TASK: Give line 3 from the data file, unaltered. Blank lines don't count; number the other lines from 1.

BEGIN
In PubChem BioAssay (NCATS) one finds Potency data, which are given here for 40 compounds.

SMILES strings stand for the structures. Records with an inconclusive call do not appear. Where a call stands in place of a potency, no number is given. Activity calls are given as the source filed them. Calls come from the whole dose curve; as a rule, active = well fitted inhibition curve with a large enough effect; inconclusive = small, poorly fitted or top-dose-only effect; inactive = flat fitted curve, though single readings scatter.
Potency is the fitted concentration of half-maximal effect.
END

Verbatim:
Potency is the fitted concentration of half-maximal effect.